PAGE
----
Faculty Focus: Jerrod Keith, MD

Date: Tuesday, May 21, 2019

Jerrod Keith portraitWhat is your hometown? 

Eldora, Iowa.

How/when did you become interested in science and/or medicine? 

It started in high school when I was dissecting animals. In college I became an EMT and that’s when I became interested in medicine. As an EMT I took calls at night during college to go on ambulance runs.

At med school I spent some time with a surgeon during the Medical Education Community Orientation (MECO) program in Waterloo; we hit it off and he invited me to come and work with him. He made it enjoyable, and he as a person, made it appealing.

When did you join the University of Iowa faculty? 


How or why did you choose to join the faculty at the University of Iowa?

When I was looking, the plastic surgery division was in a transition and there really wasn’t much of a division so the plan was to help to build up a strong division and start a residency program. I wanted to be in on the ground floor to help build that program because I’m also interested in education, so I wanted to be part of the residency program. We have gone from two to seven faculty in six years and we are now in our fourth year of the residency program, and I’m the program director for the residency program.

Also, I like the patient population at Iowa, the variety of cases and opportunities to do complex cases as well as run-of-the-mill things. And it’s a great place to live and work and nice place to raise a family. Coming to work is easy. 

Why did you get into reconstructive surgery?

I was originally considering thoracic surgery, but when I started my general surgery residency I found reconstructive surgeries to be fascinating and that’s what drew me to plastic surgery. One case in particular was a very bad facial fracture and a breast reconstruction.

Is there a teacher or mentor who helped shape your career?

Yes, there are two. One was a plastic surgeon in Denver who got me interested in reconstructive surgery. The reconstructions he was doing were for patients with trauma injuries or cancer reconstructions. That’s how I got interested in plastic surgery originally. Then in Pittsburgh one of my mentors was an excellent educator, an excellent surgeon, and a pleasure to work with pretty much all the time.  

How do you see your faculty role impacting medicine and/or science?

I primarily do breast reconstruction, and as a surgeon I continue to push the envelope to find better and safer ways to do breast reconstruction to help patients through that difficult time. Education is a huge part of medicine and we’re always striving to make the educational process more efficient and better so that the residents are competent and confident surgeons when they finish the residency program.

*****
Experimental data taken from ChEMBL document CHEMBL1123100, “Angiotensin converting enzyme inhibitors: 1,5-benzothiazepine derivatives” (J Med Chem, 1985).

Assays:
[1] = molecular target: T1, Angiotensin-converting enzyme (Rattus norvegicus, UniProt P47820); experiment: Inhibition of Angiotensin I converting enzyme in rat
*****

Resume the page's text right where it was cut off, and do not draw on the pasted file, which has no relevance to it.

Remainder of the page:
What is the biggest change you’ve experienced in your field since you were a student?

We do a lot of reconstructive surgery that involves microsurgery. Performing complicated reconstructions used to be a big deal, with long operations and moderate flap success, but they are now the standard of care with great success.

What one piece of advice would you give to today’s students?

Students typically struggle with what they want to do or what field they will eventually go into. I always tell them to find what they are passionate about and do that no matter what it takes. The training is long and difficult and expensive but when you’re done, it’s easy to go to work.

In what ways are you engaged in professional activities outside the University? 

I’ve done some speaking engagements for the Strands of Strength, which provides wigs for breast cancer patients, and other speaking engagements about taking care of plastic surgery wounds, patients, etc. I am a member of the American Council of Academic Plastic Surgeons, which is about education in plastic surgery. 

What are some of your outside interests?

I like to go boating and wake boarding.

As a family we enjoy spending time outdoors, football games in the fall, and because I’m a former college wrestler we attend all the Iowa wresting meets. I enjoy bow hunting in the fall and I started playing hockey in Cedar Rapids last year.

I have two kids 14 and 11. They are involved in multiple sports; my son tries all sports.

Learn more about Jerrod Keith, MD.